Thursday, July 16, 2009

It's up to me, Part D-I-NY:
New York
(drinking and friendly)

The following day, we rolled out of the hotel sometime around 2pm, headed down to Lexington and, not having a particular destination in mind, picked a direction and started walking.

Here is a grouped arrangement of lilies with Carex leaves wrapped around the vase, seen through the windows of the W New York – Union Square – I liked that the outside of the vase was utilised as effectively as the inside.

We walked by that hotel several times over the seven days we stayed in New York and it was lovely to see the character of the arrangements evolve as the lilies came into full bloom from these tight buds, changing from tone-on-tone greens to a vibrant contrast of green and orange-red.

After wandering around the East Village and a couple fantastic bowls of ramen (just like Tokyo!) at Rai Rai Ken, we found ourselves at Ryan’s Irish Pub, drawn in by Postal Service wafting out the door. A good choice for a chill evening on our second day in the Big Apple.

Our very charming Irish bartender (complete with an equally charming Irish accent) took this picture. I wish I could remember his name – he was so awesome – but I'd had too many pints of Guinness and chocolate martinis. Which brings me two another highlight of our trip: how friendly the people are in New York. Aaron and I were sitting at the bar, enjoying our pint and cocktail respectively, when a random guy walked in off the street and sat down next to us at the end of the bar. He ordered a drink, and then just-like-that POOF! started a conversation.

Arthur, with curly hair and glasses, talked about how he grew up in New York in a wealthy family—his dad had something to do with investing or banking or investment banking—and was working as a concierge in a hotel. We told him about Edmonton and how my sister gave us this trip as a gift. We showed him a vintage pillbox hat with french net that we’d bought for her at St. George’s Thrift Shop in Gramercy (she makes couture hats, and french net (i.e. net with large squares) is surprisingly hard to find), and we talked about our event design business.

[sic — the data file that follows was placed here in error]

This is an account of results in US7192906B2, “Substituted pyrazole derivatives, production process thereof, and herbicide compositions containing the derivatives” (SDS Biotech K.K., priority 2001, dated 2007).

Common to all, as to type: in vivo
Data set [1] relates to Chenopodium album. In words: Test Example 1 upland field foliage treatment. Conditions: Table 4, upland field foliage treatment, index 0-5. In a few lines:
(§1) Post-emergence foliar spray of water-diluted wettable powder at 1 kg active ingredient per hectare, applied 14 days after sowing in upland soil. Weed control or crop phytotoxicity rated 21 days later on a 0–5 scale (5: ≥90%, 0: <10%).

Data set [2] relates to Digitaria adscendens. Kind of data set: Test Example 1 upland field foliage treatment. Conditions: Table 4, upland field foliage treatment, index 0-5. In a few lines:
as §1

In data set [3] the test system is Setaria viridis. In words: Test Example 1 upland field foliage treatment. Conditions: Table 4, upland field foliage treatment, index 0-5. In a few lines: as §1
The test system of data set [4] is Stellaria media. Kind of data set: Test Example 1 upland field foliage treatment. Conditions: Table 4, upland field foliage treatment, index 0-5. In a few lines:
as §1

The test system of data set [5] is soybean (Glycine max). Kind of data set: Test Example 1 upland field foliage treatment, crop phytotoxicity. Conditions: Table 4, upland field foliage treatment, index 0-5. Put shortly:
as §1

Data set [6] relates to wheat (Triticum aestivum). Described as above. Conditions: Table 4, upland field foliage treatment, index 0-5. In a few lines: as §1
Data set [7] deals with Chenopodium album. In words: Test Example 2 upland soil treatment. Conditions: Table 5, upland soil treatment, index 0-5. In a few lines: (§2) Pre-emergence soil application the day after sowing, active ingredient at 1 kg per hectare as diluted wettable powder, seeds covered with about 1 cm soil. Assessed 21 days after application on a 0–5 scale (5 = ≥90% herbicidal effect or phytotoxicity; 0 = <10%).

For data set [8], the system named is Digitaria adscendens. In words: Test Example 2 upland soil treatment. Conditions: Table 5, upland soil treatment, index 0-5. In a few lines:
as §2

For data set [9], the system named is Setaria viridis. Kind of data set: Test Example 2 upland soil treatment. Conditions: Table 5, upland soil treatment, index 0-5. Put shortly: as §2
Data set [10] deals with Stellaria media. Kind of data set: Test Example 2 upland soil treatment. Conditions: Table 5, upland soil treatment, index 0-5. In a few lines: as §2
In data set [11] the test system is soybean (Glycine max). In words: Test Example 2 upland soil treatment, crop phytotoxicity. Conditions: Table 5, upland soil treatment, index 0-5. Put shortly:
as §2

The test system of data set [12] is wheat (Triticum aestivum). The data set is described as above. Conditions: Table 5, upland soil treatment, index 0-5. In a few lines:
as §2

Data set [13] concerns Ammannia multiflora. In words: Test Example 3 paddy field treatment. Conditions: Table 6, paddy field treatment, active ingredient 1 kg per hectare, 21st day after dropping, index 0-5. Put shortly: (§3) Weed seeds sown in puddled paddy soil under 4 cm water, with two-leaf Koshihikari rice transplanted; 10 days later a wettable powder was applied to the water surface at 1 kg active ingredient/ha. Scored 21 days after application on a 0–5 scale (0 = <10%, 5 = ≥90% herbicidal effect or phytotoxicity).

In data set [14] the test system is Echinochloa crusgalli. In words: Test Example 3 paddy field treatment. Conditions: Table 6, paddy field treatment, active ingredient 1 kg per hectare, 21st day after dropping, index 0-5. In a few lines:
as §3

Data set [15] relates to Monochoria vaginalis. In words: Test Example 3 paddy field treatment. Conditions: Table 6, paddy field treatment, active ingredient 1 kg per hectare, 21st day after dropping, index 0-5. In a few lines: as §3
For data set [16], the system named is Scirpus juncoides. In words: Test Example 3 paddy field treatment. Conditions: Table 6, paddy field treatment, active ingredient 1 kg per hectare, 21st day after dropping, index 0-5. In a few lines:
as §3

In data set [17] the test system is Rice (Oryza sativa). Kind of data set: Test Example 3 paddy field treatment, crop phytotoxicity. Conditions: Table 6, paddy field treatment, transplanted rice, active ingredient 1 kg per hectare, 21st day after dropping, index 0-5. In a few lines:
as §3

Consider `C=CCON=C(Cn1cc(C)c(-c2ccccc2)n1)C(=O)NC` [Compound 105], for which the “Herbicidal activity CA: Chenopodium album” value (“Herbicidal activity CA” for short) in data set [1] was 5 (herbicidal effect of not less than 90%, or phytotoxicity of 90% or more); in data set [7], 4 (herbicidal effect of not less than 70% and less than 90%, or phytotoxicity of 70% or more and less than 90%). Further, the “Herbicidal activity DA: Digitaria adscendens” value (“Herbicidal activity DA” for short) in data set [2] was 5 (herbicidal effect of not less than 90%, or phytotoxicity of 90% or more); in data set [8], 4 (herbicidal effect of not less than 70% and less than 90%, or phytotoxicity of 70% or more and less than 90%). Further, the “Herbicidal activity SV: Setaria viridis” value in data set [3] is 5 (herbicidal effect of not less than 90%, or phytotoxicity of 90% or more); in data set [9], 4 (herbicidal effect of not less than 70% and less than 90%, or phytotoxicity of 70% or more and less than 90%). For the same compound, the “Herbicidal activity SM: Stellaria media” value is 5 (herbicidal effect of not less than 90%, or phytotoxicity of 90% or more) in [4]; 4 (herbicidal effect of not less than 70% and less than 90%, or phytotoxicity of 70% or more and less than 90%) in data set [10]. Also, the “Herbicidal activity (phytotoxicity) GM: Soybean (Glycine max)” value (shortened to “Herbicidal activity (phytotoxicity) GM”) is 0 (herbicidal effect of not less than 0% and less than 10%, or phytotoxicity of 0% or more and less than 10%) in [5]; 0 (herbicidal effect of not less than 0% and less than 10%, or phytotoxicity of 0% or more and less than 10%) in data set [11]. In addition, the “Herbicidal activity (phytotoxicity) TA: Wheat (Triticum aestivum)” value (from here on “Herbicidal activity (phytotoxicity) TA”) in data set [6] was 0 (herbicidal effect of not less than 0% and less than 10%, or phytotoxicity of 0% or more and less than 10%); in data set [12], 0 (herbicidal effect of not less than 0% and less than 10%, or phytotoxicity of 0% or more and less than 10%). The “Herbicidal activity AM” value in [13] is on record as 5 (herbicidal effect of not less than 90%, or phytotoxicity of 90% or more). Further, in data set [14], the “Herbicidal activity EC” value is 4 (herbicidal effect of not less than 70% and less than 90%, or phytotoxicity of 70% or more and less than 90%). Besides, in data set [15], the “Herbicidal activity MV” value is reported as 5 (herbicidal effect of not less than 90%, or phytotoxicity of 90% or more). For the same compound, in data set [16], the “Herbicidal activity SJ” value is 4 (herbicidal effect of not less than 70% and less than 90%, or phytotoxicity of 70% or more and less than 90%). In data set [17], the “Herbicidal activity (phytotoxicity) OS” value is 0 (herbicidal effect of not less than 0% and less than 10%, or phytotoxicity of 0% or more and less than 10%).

I’d like to think it’s because we’re so cool that we settled into conversation with our bartender too, learning that he’d been in New York for two years or so, with an apartment in Manhattan his first year and over a thousand per month in rent, killing himself working to live, before finally conceding to the powers that be and moving to Queens. Or was it Brooklyn? ...I may have been three chocolate martinis in at this point. (Aaron told me later that our bartender liked us so much, he’d started comp-ing our drinks. And, oh, were those martinis tasty.)

A couple hours later, I leaned into Aaron and hissed that we had to go—I was worried I might be sick—but he was having such a good time that he tried to ignore me. I got brushed off by my bemused husband 3 or 4 times before I decided to take matters into my own hands, picking up our bag with the hat off the bar, and walking out the door. Once outside, though, I felt better and lit up a cigarette thinking I'd go back in after a moment, but then Aaron stumbled out about a minute later asking why I didn’t say goodbye. We wobbled our way back to the hotel, me in heels and hanging onto Aaron like the pope to a bible, laughing and shouting, “Whoo! I love New York! I’m in New York! Drunk! Whoo! New York! Drunk!” etc…the entire way.

The next morning, after many loving nuzzles over my Marge Simpson laugh, Aaron told me how he waved goodbye to Arthur and our bartender, running after me like a six-year-old called home to dinner, and everyone hopeful we'd be back.

1 comment:

  1. This post is so unbelievably cute that I just might die and be reborn, only to reread it and die again.


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